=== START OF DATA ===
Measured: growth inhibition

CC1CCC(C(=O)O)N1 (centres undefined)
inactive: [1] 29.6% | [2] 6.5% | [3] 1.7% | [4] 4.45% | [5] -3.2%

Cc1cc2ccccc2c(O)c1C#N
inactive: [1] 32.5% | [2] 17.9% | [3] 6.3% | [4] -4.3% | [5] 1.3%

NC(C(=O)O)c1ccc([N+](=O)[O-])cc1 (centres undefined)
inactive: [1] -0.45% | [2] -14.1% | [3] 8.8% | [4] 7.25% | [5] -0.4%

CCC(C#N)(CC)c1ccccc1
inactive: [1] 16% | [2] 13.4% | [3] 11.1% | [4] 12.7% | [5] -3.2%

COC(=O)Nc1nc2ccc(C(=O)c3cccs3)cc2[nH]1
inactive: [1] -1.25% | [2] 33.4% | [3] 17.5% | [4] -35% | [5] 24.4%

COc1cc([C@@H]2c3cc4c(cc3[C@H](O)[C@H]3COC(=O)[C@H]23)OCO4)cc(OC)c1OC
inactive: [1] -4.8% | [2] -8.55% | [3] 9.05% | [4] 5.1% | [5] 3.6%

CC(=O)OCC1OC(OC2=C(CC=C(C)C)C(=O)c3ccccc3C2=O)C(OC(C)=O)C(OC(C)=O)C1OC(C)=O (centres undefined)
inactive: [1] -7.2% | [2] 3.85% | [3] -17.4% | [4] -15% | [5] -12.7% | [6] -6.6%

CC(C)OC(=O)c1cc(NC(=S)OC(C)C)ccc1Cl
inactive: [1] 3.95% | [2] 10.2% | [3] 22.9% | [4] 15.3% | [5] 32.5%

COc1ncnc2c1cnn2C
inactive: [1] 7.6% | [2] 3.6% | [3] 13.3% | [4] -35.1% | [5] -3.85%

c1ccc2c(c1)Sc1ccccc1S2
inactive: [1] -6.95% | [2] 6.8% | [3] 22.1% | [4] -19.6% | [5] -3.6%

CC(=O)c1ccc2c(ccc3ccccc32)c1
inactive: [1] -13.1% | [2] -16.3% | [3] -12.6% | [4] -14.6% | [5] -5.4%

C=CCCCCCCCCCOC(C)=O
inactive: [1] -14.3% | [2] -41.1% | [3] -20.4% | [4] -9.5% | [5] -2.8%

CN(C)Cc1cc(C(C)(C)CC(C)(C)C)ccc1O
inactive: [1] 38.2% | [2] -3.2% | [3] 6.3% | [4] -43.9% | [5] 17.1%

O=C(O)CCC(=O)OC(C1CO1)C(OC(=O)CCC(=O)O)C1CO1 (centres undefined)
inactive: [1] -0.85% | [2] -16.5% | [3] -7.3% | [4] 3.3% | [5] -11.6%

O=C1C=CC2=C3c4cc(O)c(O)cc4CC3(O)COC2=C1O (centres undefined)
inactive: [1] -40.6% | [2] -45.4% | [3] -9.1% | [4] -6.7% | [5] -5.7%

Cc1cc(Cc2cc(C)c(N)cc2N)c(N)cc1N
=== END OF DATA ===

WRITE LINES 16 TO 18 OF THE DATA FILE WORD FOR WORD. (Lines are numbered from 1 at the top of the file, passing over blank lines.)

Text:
CC(C)OC(=O)c1cc(NC(=S)OC(C)C)ccc1Cl
inactive: [1] 3.95% | [2] 10.2% | [3] 22.9% | [4] 15.3% | [5] 32.5%

COc1ncnc2c1cnn2C